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Just Another Gigolo in the Unemployment Line

By Frank Weber

The story was always the same. The girls would see him. They would latch onto him. Sometimes, they would even fuck him. But none of them would ever last. He was exciting and mysterious – at first, anyway.

Then the reality of his life would set in.

He was out and still on parole, and he was perpetually unemployed.

Guys like him never seemed to have a steady job, so he figured he was shooting par for the course.

They always saw the romantic side of him first. The women that hit on him all had their fun as fast as they could, but sooner or later, the idea of supporting him didn’t set too well. He figured he was lucky because they could never really kick him to the curb.

About all they could do was stop calling him and start locking their doors.

So they shut him out. Big, fat, fucking deal. They shut him out…until the next night they found themselves alone at home, late at night, liquored-up and hornier than a goat.

Then he was suddenly worth at least a phone call again.

Then they might even show up at 3:00AM, pounding on his door.

None of it was anything new, and his response was always the same.

C’mon in, but you can’t stay too long. You bore the living hell out of me.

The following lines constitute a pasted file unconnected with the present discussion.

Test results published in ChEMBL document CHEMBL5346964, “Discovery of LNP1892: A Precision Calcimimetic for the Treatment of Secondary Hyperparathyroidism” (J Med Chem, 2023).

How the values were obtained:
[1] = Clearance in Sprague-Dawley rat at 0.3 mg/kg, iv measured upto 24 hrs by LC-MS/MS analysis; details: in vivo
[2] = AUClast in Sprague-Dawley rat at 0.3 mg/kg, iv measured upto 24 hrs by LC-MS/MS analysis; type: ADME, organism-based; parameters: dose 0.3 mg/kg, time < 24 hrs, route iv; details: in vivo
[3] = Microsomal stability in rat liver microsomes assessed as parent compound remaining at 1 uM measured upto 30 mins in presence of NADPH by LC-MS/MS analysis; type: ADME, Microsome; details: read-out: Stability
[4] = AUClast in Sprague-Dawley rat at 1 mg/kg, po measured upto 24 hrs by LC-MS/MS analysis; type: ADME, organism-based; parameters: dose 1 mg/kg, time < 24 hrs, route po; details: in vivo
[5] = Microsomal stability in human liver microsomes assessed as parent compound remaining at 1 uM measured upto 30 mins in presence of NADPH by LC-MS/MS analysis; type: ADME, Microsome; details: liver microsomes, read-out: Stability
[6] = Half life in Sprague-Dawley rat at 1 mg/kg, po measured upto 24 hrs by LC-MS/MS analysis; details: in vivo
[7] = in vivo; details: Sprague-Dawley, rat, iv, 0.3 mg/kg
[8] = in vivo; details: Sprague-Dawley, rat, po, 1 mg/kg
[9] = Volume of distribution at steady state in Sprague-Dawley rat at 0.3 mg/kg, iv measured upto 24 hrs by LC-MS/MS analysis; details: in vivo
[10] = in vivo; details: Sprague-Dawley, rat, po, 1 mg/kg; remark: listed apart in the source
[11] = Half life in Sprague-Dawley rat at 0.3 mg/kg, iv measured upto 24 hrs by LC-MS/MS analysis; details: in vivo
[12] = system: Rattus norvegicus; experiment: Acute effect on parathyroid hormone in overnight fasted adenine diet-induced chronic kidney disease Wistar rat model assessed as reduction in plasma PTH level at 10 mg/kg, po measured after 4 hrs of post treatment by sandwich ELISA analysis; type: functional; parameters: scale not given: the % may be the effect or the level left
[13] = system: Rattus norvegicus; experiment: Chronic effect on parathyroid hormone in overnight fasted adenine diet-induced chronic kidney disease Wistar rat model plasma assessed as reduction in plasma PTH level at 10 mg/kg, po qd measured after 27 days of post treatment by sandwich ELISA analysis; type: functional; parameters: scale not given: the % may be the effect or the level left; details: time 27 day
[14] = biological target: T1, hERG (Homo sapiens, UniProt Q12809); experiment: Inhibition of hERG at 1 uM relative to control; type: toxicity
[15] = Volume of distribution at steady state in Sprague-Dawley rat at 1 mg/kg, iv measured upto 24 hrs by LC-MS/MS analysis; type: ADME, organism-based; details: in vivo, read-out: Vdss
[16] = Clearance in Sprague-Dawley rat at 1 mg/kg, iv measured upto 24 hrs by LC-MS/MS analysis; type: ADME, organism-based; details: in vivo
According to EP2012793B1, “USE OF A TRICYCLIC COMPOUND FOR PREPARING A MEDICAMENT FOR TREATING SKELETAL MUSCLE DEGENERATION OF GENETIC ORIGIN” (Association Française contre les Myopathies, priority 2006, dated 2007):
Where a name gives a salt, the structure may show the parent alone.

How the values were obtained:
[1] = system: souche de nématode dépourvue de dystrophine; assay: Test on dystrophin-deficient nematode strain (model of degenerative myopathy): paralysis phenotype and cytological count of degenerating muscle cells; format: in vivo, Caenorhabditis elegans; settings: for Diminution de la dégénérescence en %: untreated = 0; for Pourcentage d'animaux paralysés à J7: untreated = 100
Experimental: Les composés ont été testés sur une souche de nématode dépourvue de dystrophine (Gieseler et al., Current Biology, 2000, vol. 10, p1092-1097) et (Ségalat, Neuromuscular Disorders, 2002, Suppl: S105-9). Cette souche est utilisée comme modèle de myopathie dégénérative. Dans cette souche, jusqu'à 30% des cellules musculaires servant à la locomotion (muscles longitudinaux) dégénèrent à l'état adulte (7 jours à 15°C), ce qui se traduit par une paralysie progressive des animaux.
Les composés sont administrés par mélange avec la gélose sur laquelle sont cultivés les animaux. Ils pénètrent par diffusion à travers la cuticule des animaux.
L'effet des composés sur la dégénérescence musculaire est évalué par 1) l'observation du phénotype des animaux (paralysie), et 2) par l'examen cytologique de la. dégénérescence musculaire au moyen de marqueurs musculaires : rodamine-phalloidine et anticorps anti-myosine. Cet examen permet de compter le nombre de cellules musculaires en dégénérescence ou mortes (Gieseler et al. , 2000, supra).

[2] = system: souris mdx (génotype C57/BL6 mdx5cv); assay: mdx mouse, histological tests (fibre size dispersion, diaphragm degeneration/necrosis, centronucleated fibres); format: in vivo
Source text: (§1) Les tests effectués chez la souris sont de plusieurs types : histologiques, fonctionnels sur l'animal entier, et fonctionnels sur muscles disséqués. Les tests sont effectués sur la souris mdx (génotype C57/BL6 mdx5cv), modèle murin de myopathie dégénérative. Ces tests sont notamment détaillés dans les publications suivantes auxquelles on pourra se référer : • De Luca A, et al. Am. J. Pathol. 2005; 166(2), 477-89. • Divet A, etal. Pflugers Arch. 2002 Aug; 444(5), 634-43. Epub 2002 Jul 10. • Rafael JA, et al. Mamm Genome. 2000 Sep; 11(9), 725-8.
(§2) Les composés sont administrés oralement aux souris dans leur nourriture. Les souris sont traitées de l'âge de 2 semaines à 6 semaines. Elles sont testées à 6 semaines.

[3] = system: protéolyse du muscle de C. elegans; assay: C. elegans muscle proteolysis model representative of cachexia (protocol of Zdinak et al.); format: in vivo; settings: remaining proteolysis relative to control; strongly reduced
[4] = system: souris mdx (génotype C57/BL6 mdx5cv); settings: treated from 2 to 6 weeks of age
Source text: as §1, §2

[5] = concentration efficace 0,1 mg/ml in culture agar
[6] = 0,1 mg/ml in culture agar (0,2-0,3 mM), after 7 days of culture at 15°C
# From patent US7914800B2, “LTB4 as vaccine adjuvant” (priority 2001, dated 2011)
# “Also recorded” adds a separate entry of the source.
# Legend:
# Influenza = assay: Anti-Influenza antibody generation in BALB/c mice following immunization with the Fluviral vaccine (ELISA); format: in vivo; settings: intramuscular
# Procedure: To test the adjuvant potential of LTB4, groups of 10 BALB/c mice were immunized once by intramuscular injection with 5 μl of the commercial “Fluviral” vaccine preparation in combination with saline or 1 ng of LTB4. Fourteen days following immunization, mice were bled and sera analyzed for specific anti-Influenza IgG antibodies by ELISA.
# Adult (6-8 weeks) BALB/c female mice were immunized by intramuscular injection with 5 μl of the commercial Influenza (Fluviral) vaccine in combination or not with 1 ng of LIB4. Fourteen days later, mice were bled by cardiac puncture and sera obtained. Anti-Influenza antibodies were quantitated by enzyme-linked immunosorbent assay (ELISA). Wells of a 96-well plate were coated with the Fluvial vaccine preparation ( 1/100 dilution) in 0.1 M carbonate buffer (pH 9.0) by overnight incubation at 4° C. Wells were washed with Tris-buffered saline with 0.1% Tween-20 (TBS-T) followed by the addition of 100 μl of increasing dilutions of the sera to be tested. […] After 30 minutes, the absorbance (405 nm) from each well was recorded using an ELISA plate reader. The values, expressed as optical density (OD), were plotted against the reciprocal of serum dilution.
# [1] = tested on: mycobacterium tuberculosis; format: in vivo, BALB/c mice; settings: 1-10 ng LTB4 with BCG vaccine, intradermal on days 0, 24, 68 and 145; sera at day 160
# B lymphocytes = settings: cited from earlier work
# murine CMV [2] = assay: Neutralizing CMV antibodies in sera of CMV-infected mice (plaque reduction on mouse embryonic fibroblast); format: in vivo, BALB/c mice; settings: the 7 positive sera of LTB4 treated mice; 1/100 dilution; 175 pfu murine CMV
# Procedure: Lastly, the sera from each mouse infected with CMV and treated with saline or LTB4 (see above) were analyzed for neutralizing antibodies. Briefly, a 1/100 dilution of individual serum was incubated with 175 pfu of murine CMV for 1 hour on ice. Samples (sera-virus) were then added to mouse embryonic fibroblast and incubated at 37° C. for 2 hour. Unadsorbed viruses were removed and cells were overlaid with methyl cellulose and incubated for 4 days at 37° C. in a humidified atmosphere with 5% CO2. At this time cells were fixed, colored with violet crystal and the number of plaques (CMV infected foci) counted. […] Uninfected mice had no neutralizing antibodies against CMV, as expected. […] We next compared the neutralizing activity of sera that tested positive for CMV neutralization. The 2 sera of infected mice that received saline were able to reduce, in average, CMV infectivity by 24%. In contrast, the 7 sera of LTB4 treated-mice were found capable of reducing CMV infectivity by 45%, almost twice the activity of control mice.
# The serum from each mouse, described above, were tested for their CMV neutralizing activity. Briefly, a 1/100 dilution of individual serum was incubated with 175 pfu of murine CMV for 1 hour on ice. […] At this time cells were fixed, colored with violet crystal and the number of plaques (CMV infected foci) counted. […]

So went his life.

He scrapped and scrounged for each and every nickel he could find.

Most of the time, he had no idea if he would have enough change for a glass of beer.

Years of this forced him to hone his skills in ‘the art of the bum’

Didn’t matter if it was some high-society, bored housewife or a street-wise – and yes, bored – twenty-something girl, the effect was still the same. He didn’t even care about how much he could get – if anything – or even what he could get.

Sometimes it was sympathy and sex.

Sometimes it was sympathy and a few dollars.

Sometimes, he managed to finagle their sympathy into a warm place to sleep for a couple of nights. What a life, he thought.

But…at least I can still hustle. Maybe the next one’ll pay off big.

But, it never seemed to work out that way.

He was beginning to think that no he had no way to break free from this life.

Once he was saddled with ‘Convicted Atlantic City Cat Burglar’, that was all anyone would ever know of him.

He was sixty-three years old now.

He was only just paroled last April after a fifteen-year stint up-state.

Still, as harmful as it was to his societal standing, just the idea of being with a ‘Convicted Atlantic City Cat Burglar’ struck a chord with some women. It excited them, and – for a little while at least – it clouded their better judgment. It was one of the absolute best pick-up lines he had ever used.

If he wanted some, he could get it. He just couldn’t keep it. He wasn’t sure what he would do if he ever did get the chance to keep it. He was past caring about those things.